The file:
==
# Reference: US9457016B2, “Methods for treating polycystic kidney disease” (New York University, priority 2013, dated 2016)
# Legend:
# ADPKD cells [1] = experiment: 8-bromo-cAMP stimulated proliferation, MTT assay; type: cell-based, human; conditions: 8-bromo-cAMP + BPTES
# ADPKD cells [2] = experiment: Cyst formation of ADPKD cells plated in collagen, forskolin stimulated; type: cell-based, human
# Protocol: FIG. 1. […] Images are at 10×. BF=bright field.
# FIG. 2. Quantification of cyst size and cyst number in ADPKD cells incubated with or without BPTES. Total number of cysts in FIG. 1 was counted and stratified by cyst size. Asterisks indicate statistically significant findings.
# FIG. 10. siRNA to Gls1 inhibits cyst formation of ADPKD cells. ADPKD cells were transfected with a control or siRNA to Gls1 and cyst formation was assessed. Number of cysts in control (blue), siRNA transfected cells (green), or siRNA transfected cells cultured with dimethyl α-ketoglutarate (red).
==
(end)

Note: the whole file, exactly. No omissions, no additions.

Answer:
# Reference: US9457016B2, “Methods for treating polycystic kidney disease” (New York University, priority 2013, dated 2016)
# Legend:
# ADPKD cells [1] = experiment: 8-bromo-cAMP stimulated proliferation, MTT assay; type: cell-based, human; conditions: 8-bromo-cAMP + BPTES
# ADPKD cells [2] = experiment: Cyst formation of ADPKD cells plated in collagen, forskolin stimulated; type: cell-based, human
# Protocol: FIG. 1. […] Images are at 10×. BF=bright field.
# FIG. 2. Quantification of cyst size and cyst number in ADPKD cells incubated with or without BPTES. Total number of cysts in FIG. 1 was counted and stratified by cyst size. Asterisks indicate statistically significant findings.
# FIG. 10. siRNA to Gls1 inhibits cyst formation of ADPKD cells. ADPKD cells were transfected with a control or siRNA to Gls1 and cyst formation was assessed. Number of cysts in control (blue), siRNA transfected cells (green), or siRNA transfected cells cultured with dimethyl α-ketoglutarate (red).